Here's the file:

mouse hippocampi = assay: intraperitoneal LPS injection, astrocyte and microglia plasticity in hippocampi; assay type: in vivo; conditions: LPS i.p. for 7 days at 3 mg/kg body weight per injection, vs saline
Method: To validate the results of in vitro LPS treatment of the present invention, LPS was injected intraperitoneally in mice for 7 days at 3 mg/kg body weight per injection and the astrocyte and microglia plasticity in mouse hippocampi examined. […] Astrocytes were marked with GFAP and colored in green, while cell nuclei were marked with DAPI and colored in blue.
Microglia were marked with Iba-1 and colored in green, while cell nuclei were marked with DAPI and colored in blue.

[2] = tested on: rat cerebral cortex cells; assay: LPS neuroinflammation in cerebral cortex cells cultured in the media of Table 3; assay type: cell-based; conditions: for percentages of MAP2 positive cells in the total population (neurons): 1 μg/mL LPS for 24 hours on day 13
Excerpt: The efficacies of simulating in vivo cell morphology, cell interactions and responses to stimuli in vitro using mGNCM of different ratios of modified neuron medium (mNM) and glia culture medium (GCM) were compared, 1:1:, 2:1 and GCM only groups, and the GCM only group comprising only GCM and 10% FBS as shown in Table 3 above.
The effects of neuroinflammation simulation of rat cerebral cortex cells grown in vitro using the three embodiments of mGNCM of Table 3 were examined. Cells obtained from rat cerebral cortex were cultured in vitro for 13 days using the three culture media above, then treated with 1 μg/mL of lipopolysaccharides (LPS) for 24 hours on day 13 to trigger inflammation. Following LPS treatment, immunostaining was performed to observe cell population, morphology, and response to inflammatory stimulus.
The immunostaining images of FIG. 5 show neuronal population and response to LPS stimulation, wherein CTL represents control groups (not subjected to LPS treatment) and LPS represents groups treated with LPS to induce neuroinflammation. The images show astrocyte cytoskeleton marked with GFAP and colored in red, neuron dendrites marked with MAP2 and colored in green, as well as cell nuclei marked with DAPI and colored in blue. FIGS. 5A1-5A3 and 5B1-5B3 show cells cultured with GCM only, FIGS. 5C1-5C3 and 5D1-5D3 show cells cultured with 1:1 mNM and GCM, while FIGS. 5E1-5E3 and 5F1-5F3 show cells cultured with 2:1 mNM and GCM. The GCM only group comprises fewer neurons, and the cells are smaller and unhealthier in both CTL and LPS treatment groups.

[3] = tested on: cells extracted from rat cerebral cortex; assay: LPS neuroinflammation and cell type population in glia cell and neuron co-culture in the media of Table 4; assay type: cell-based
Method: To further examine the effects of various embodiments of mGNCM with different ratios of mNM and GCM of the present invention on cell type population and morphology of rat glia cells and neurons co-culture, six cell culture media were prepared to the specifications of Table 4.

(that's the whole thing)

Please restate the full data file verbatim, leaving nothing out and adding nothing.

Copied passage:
mouse hippocampi = assay: intraperitoneal LPS injection, astrocyte and microglia plasticity in hippocampi; assay type: in vivo; conditions: LPS i.p. for 7 days at 3 mg/kg body weight per injection, vs saline
Method: To validate the results of in vitro LPS treatment of the present invention, LPS was injected intraperitoneally in mice for 7 days at 3 mg/kg body weight per injection and the astrocyte and microglia plasticity in mouse hippocampi examined. […] Astrocytes were marked with GFAP and colored in green, while cell nuclei were marked with DAPI and colored in blue.
Microglia were marked with Iba-1 and colored in green, while cell nuclei were marked with DAPI and colored in blue.

[2] = tested on: rat cerebral cortex cells; assay: LPS neuroinflammation in cerebral cortex cells cultured in the media of Table 3; assay type: cell-based; conditions: for percentages of MAP2 positive cells in the total population (neurons): 1 μg/mL LPS for 24 hours on day 13
Excerpt: The efficacies of simulating in vivo cell morphology, cell interactions and responses to stimuli in vitro using mGNCM of different ratios of modified neuron medium (mNM) and glia culture medium (GCM) were compared, 1:1:, 2:1 and GCM only groups, and the GCM only group comprising only GCM and 10% FBS as shown in Table 3 above.
The effects of neuroinflammation simulation of rat cerebral cortex cells grown in vitro using the three embodiments of mGNCM of Table 3 were examined. Cells obtained from rat cerebral cortex were cultured in vitro for 13 days using the three culture media above, then treated with 1 μg/mL of lipopolysaccharides (LPS) for 24 hours on day 13 to trigger inflammation. Following LPS treatment, immunostaining was performed to observe cell population, morphology, and response to inflammatory stimulus.
The immunostaining images of FIG. 5 show neuronal population and response to LPS stimulation, wherein CTL represents control groups (not subjected to LPS treatment) and LPS represents groups treated with LPS to induce neuroinflammation. The images show astrocyte cytoskeleton marked with GFAP and colored in red, neuron dendrites marked with MAP2 and colored in green, as well as cell nuclei marked with DAPI and colored in blue. FIGS. 5A1-5A3 and 5B1-5B3 show cells cultured with GCM only, FIGS. 5C1-5C3 and 5D1-5D3 show cells cultured with 1:1 mNM and GCM, while FIGS. 5E1-5E3 and 5F1-5F3 show cells cultured with 2:1 mNM and GCM. The GCM only group comprises fewer neurons, and the cells are smaller and unhealthier in both CTL and LPS treatment groups.

[3] = tested on: cells extracted from rat cerebral cortex; assay: LPS neuroinflammation and cell type population in glia cell and neuron co-culture in the media of Table 4; assay type: cell-based
Method: To further examine the effects of various embodiments of mGNCM with different ratios of mNM and GCM of the present invention on cell type population and morphology of rat glia cells and neurons co-culture, six cell culture media were prepared to the specifications of Table 4.